Weedeater and Zeke, a bill that Zeke bassist, Kurt Colfelt, coins as “the slowest band in southern rock touring with the fastest band in southern rock” lands in Los Angeles with interesting circumstances. There’s a double booking tonight at UNION in mid-city, and the rock show is the one that’s getting the short straw in favor of the massive party that Pornhub, the 26th most popular website in the world, is throwing once Weedeater strikes its final note.

I don’t think anyone knew it was happening, but judging from the text Zeke guitarist/vocalist, Blind Marky Felchtone, sent me in response to confirming this interview last night (“this show is fucked, starts at 7:00 p.m. but we’ll try to nail this down”), he’s less than thrilled to be ending a set at 9:00 p.m. As a matter of fact, the searing death stare he’s giving me as we go into the interview is all that needs to be said about his feelings for the night.

Alongside Blind Marky sits the other members of Zeke who’ve graciously given me a bit of their time to get their insight into their lives since announcing a full-time reformation in 2017. The lineup consists of founding member Blind Marky reuniting with ex- member Colfelt and bringing aboard new guys Dayne Porras (drums) and Detroit native, Kyle Whitefoot, on second guitar. Since announcing their return, three tours of North America with the likes of Nashville Pussy, Antiseen and Against The Grain, and now Weedeater have occurred, two extensive treks across Europe, including a string of shows that managed to convince Swedish cult rockers, Puffball, to reunite and tag along, are in the books, and Hellbender, their first album in 14 years, is available.

Tear through the video for Zeke’s “Two Lane Blacktop”.

What’s so special about this? Well, if you’ve made it this far into the article, then you know something about these guys. Originating in Seattle in 1993, Zeke took an opposite field approach with a blazing fast hardcore punk sound while the rest of the city was caught up by the media frenzy covering the grunge craze. When it comes to hard rock music of the Pacific Northwest, they’re overlooked and underappreciated. For 25 years, their legacy influences countless groups from around the globe with fans ranging from Duff McKagan to Hank III. Brash and abrasive are proper adjectives to describe the music itself, but the term high-speed rock n’ roll does justice. Despite an early show, the guys were cool enough to catch up with PureGrainAudio and answer some questions about the events in their lives, post-reformation.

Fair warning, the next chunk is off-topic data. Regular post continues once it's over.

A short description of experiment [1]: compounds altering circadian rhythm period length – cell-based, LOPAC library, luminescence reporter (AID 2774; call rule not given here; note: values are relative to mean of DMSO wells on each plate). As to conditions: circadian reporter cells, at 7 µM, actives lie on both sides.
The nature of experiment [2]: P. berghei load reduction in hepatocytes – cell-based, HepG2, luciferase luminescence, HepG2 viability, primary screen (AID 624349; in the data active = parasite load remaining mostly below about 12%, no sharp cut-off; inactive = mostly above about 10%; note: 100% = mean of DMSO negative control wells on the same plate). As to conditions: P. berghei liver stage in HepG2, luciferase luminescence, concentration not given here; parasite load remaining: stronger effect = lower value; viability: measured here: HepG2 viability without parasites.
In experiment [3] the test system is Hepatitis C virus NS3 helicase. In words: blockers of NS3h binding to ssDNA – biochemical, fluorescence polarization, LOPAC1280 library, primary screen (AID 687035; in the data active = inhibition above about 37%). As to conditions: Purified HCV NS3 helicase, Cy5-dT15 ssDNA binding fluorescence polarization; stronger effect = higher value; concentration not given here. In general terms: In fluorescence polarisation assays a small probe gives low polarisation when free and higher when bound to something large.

A new album, two extensive tours of Europe, and now you’re on your third US tour since announcing Zeke’s reformation last year, after a 14-year hiatus. This is a lot of activity, what’s the full backstory on the decision to reform Zeke and how does this return impact your current lives and give you a sense of fulfillment?
Blind Marky: The band as it stood right after ‘Till The Living End consisted of myself, Chris Johnson, Donny Paycheck, and Jason Freeman. We weren’t touring, but we were getting a lot of flyout offers and released some limited EPs and splits. The flyouts were packed, good, fun, and allowed everyone to continue what they were doing outside the realm of music and still keep this thing going. During this time, we were also writing a new record, which took us six years to round out. The concept was to have it be along the lines of ‘Till the Living End, only a bit more heavy and slow.

Relapse put out the Lords of the Highway EP that has some outtakes of those sessions. If you’re interested to hear where we originally wanted to go with what’s now Hellbender, listen to the track “Kings and Queens” and “Lords of the Highway” on that thing. Writing those songs was an epic, epic deal for us, different than what we’re generally accustomed to. We considered making it a double album release, imagine that for a second. Man, there’s a seven-minute long Zeke song we wrote for that. Breaking boundaries!

Hellbender was released on March 30th via Relapse Records.

Wait, there’s a 7:00 long Zeke song in existence?
Blind Marky: Yeah, there’s a four-minute one too, but in the end, we didn’t release it and rewrote Hellbender into a hardcore record. Understand something, I’ve got a short attention span and get easily bored, Kurt’s like that as well.

Kyle Whitefoot: Ditto that here too.

Blind Marky: I think we all have short attention spans, I’m not re-teaching anything knowing this. At the time when those songs were hashed out, we went in to record what we had and right then and there, life happens out surprise like it usually does. I got pulled away to work a construction job that was supposed to be a few weeks of work but extended into a full year. By the time that job ended, Zeke had broken up, everyone was doing different things. I had this album to put out, and I hid from Relapse because of the circumstances. Flash forward a few years, a mutual friend got a hold of Kurt who was in Zeke from ‘93-‘95, and the wheels were set in place to get a new lineup going.